But the city is getting a tad crowded. The 2005 map of Black Rock City depicts many sub-communities that have splintered off from the city's core; even Burning Man, it seems, cannot resist the onslaught of suburbia. When in full swing, Black Rock City is the fourth-largest municipality in Nevada, with its own services for mental health, law enforcement and firefighting. The Black Rock Emergency Services crew, a volunteer firefighting and management crew, works alongside the Black Rock Rangers and other support agencies to keep the peace -- and reduce the danger. In typical Burning Man fashion, the team has its own theme camp, modeled on an old-fashioned rural fire station, complete with its own firefighter bar.
"Black Rock City is a big city, with all of the normal city problems," says Travis Roberts, the Littleton firefighter, who is also a four-year member of the Black Rock City Emergency Services crew. "You get fuel spills from people who fill up their RVs in Reno. Propane leaks. People setting fires in places where they're not supposed to. We've got fire protection going seven days a week while the event is up and running."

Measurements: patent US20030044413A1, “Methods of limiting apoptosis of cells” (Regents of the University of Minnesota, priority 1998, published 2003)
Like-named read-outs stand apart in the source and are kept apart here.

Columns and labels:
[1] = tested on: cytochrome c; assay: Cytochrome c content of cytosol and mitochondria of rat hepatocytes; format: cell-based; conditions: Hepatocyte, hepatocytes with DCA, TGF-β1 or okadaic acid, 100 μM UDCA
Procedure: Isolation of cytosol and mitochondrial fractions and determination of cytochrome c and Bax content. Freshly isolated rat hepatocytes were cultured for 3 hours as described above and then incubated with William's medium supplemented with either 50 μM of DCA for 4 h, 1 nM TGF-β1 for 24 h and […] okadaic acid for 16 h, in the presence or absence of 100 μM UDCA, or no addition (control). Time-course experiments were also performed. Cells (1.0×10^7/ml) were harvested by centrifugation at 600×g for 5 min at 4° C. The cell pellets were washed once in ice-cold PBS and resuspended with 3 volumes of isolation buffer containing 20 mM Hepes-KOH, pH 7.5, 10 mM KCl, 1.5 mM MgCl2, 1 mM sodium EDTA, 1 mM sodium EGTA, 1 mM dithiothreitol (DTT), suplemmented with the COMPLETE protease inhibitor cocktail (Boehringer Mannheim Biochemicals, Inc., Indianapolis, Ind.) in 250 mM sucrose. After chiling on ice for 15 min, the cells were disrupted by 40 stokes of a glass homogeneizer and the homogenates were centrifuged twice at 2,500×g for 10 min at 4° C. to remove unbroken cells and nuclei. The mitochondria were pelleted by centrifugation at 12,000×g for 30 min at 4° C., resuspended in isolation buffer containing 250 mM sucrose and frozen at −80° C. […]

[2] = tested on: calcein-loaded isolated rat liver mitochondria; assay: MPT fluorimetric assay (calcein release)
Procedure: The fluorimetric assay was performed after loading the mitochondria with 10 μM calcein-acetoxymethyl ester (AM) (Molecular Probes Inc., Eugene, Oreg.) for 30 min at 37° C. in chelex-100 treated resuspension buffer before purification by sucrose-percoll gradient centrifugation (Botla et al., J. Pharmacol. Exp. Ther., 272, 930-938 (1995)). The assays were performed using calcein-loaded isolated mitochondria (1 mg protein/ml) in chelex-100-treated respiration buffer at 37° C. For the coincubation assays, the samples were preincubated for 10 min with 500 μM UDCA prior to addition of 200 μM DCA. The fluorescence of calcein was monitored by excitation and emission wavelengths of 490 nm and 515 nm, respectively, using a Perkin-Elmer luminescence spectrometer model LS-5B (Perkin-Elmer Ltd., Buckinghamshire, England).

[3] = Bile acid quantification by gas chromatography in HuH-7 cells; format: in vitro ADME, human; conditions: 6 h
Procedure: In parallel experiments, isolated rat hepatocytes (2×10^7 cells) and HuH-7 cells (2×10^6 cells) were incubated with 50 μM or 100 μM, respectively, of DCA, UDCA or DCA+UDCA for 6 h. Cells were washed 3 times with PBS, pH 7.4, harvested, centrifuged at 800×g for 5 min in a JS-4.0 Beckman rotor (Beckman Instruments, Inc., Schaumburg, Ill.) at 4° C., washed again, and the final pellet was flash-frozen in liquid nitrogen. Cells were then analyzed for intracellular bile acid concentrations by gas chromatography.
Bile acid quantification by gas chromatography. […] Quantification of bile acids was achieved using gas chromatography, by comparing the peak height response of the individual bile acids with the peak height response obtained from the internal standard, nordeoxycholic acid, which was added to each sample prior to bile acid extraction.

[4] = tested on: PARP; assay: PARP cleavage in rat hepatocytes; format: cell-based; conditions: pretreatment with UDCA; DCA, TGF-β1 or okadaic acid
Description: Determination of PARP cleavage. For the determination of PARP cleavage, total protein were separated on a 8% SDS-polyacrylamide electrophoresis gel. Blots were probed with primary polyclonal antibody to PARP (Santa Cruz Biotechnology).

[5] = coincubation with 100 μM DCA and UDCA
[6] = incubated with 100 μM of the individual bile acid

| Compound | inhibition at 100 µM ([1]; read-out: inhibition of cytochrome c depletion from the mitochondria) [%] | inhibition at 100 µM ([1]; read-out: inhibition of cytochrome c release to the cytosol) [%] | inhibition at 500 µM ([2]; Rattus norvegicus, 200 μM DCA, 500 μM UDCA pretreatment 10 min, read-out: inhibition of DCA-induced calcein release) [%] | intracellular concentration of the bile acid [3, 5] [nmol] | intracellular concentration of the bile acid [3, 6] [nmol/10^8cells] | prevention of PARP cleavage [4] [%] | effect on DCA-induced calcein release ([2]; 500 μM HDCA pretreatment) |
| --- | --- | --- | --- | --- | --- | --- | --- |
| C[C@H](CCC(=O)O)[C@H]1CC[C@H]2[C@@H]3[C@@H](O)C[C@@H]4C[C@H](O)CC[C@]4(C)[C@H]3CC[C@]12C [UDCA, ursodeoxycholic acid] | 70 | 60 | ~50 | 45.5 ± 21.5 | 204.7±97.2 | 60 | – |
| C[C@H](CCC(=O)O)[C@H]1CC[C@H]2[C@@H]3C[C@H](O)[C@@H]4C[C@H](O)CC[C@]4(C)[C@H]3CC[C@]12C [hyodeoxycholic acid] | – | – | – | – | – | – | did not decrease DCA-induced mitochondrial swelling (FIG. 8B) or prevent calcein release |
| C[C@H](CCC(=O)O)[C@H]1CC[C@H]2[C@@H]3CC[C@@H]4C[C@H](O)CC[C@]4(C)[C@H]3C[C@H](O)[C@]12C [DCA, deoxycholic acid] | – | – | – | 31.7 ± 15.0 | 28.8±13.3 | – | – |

For Burning Man philosophers and sociologists, the question is how far the experiment can be pushed within the confines of Black Rock City while remaining true to the original vision. Twenty years in, the freewheeling notions of radical self-expression within an inclusive and democratic community seem at odds with some of the realities of the default world. As its successes grow, so do concerns over that growth -- just as they do in the real world.
"Going back to the roots of Burning Man, the idea was to create a temporary autonomous zone," says Ms. Terious. "It's an experiment in society, and the question is how far we can take it. How much of the default world do we need to let in in order to subsist? The more the event begins to resemble the cities we come from, it becomes even more of a creative challenge to work against those precepts."